Like Americans in the other colonies, most of the people in New Hampshire gradually came to the decision that America should be independent of Great Britain because the British government was not treating them fairly. Americans were especially unhappy that the British government was putting new taxes on many things Americans needed, like paper and tea.

Through a series of events, the Americans stepped closer and closer to revolution.

Revolutionary War National Flag (Detail)
Stamp Act Protest

The Stamp Act

One of these events was a new law called the Stamp Act, which the British passed in 1765. The Stamp Act placed a tax on nearly every piece of paper in the colonies, even things like newspapers and playing cards.

Americans sent petitions to the British government, asking them to change its mind about the tax, but the British government didn’t listen to them. Riots broke out in many American cities, including Portsmouth, New Hampshire. In fact, there were two Stamp Act riots in Portsmouth, one in September 1765 and one in November.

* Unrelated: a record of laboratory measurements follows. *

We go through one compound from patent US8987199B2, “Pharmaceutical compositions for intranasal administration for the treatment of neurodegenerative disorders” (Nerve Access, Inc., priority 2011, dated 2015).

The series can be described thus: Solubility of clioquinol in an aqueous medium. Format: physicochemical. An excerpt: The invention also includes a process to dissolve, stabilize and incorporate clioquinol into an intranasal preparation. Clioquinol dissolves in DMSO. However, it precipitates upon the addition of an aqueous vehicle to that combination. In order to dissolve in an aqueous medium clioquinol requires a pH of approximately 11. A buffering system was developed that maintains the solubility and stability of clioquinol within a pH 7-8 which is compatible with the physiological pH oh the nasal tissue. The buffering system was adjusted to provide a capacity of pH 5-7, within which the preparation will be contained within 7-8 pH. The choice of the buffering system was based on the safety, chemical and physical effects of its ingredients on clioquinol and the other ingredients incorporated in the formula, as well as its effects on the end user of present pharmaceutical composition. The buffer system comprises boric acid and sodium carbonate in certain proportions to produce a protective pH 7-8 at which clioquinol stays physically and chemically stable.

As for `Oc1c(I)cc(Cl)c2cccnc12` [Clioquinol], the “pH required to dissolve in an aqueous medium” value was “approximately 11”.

Several months after the riots in America, the British government repealed the Stamp Act so the Americans didn’t have to pay the tax they hated so much. Americans were worried that the British hadn’t originally listened to them, though.

The Sons of Liberty

The Sons of Liberty were clubs that had begun to form all over America, including in New Hampshire, in the mid-1760s.

These clubs were created to organize protests against the Stamp Act, but after the Stamp Act was repealed, the Sons of Liberty believed that they would need to keep a close watch on the British government to make sure it didn’t ignore the Americans again. They promised to organize more protests against the British government if the government passed any more laws the Americans didn’t like.